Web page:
Fayik Yağızay, Turkey’s pro-Kurdish opposition Peoples’ Democratic Party’s (HDP) representative to the European Institutions in Strasbourg on Friday arranged for three mayors who are living in exile in France and Germany to meet with delegates of the Council of Europe’s Congress of Local and Regional Authorities.
Dismissed HDP mayors Bedia Özgökçe-Ertan, Leyla İmret and Veysel Keser attended the meetings. Two other HDP mayors, Ayhan Bilgen and Adalet Fidan, were also scheduled to be amongst the delegates attending.
However, as Bilgen, who was jailed some time ago, and Fidan, current HDP mayor of Silopi, a district in the mainly Kurdish Şırnak (Şirnex) province in Turkey, were not allowed to travel abroad, they were not able to attend the meeting.
The mayors met with the president of the Monitoring Committee and the President of the Chamber of Local Authorities, as well as with delegates from France, Germany and the Netherlands, and with the president of the Socialist Group.
Recalling the strong reaction that the Council of Europe showed in support of Leyla Güven when she was first imprisoned in 2009, the Kurdish mayors stated that current injustices in Turkey do not trigger the expected reaction from the Council of Europe and raised concerns that oppression in Turkey has been normalised.
The three exiled mayors informed the European delegates that besides the dismissal of Kurdish mayors and, in many cases their imprisonment or exile, the municipal councils in these areas have also been closed down by the governments.
With municipal councils being immediately shut down, the mayors explained, the trustees were given total control of the local municipalities they were appointed by the government and were allowed to use their power to enrich themselves and to fund the Justice and Development Party (AKP), using local resources in their control.
Sharing the details of the unlawful treatment they were subjected to, as a consequence of the emergency decrees announced by the government, the HDP mayors stated that they were not given a chance to defend themselves in court.
The Kurdish mayors urged all the delegates they met to act against the Turkish government’s anti-democratic practices, to hear the voice of the HDP and to carry this voice to all insitutions of the Council of Europe and to put pressure on the Committee of Ministers to take action in defence of the essential values that were supported by the Council of Europe.
Bedia Özgökçe-Ertan is the suspended mayor of Van Metropolitan district, a former MP in the Turkish parliament and a human rights lawyer. Numerous political cases have been initiated against her that could send her to prison for the rest of her life. She now lives in Karlsruhe, the twin city of Turkey’s Kurdish majority province of Van (Wan), where the mayor supported her application to take refuge in Germany.
Leyla İmret is the suspended mayor of Cizre, a district in Şırnak. İmret has also been given asylum in Germany, where she spent much of her life before returning to her hometown at the beginning of the peace process and being elected co-mayor with 83% of the vote. Her criticism of the Turkish state’s civil war against the inhabitants of Cizre and other Kurdish cities, which she was lucky to survive from, has been used as the basis of the state’s cases against her. She is now the HDP’s spokesperson in Germany.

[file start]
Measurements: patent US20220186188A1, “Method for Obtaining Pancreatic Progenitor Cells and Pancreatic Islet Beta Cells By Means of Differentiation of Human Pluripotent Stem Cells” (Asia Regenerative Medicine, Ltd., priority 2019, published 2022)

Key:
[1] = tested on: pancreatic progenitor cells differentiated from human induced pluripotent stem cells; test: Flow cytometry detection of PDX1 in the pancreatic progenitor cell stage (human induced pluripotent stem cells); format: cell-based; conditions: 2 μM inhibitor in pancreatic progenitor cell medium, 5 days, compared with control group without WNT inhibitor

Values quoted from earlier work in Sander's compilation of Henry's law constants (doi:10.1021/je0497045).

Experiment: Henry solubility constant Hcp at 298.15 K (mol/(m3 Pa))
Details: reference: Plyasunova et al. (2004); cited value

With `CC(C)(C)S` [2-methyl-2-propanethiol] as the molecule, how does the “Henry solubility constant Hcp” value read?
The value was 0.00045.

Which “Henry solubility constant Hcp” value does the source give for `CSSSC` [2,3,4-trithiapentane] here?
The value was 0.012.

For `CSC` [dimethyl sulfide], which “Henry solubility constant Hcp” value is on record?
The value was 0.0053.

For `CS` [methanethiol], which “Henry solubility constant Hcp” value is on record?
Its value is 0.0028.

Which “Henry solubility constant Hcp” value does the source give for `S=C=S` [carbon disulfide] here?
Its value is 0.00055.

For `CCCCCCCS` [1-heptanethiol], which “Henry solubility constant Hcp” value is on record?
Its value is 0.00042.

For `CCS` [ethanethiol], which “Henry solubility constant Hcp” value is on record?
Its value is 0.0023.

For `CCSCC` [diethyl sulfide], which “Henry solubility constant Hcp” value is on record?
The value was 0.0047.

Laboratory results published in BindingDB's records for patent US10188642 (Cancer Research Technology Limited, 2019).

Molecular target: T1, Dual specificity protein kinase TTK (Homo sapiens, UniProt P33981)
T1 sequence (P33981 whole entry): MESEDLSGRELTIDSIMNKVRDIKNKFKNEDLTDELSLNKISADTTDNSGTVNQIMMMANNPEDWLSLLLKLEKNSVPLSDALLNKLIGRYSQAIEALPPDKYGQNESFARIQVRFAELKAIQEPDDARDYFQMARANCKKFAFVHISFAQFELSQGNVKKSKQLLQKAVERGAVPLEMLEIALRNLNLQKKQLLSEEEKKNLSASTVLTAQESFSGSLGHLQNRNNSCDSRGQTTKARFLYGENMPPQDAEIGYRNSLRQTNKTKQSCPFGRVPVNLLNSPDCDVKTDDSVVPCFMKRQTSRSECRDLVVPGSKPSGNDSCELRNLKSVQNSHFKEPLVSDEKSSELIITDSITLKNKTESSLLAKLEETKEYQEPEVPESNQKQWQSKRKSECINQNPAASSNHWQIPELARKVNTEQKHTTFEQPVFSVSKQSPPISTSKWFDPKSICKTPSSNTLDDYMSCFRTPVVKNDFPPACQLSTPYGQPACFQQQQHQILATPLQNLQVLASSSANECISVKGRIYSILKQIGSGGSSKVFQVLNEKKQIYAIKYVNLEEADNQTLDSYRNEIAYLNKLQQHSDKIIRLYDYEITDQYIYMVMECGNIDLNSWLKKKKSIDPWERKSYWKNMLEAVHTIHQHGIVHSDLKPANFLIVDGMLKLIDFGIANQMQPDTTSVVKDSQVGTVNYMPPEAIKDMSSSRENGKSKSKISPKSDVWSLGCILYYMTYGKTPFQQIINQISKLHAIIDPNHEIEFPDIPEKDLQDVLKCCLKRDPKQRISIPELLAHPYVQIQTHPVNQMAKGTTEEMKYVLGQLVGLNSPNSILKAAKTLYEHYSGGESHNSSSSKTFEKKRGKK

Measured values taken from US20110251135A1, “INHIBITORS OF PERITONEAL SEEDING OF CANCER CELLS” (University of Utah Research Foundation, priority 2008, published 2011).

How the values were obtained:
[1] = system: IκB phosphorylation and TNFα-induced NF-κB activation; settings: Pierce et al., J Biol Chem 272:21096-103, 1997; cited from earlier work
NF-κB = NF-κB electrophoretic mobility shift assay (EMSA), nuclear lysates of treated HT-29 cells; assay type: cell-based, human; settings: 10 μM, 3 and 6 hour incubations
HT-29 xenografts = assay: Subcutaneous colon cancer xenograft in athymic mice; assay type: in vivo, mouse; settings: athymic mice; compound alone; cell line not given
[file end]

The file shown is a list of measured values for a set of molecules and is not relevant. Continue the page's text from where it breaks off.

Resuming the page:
In 2018, she was awarded the Carl von Ossietzky Medal by the Germany-based International League for Human Rights, and she has previously spoken at the Council of Europe about the situation facing Kurdish mayors.
Veysel Keser is the dismissed mayor of İpekyolu, a district in Van and an architect. Keser has been living in exile in Paris after he was replaced by a trustee.
The HDP won 65 municipalities in the region during the 31 March 2019 local elections.
However, the Turkish government has intensified its crackdown on the HDP by removing the elected mayors of the party, especially after Turkey’s 9 October 2019 military incursion into North East Syria.
“The replacement of Selçuk Mızraklı, Bedia Özgökçe Ertan and Ahmet Türk by state governors is of serious concern as it puts the respect of the democratic outcomes of the 31 March elections into question,” the Directorate-General for Neighbourhood and Enlargement Negotiations of the European Commission stated in August 2019 after the democratically elected mayors of Diyarbakır (Amed), Van and Mardin (Mêrdîn) were suspended, while hundreds of people were detained as part of a major ‘terrorism’-related investigation.
Following their removal from duty, mayors of the HDP have been targeted by a massive ‘witch-hunt,’ and had to face countless investigations, trials and detentions for alleged ‘links’ to the Kurdistan Workers’ Party (PKK).
Having effectively cancelled the results of the 31 March local elections in the Kurdish-majority east and southeast, the removal of the mayors has resulted in the complete elimination of Kurdish voters’ participation in electing the local administration of their cities through local councils.
The European Commission for Democracy through Law, also know as the Venice Commission, in 2020 stated that the replacement of the elected candidates and mayors was “incompatible with basic principles of democracy – the respect for the free expression of the will of the voters and the rights of elected officials – and of the rule of law.”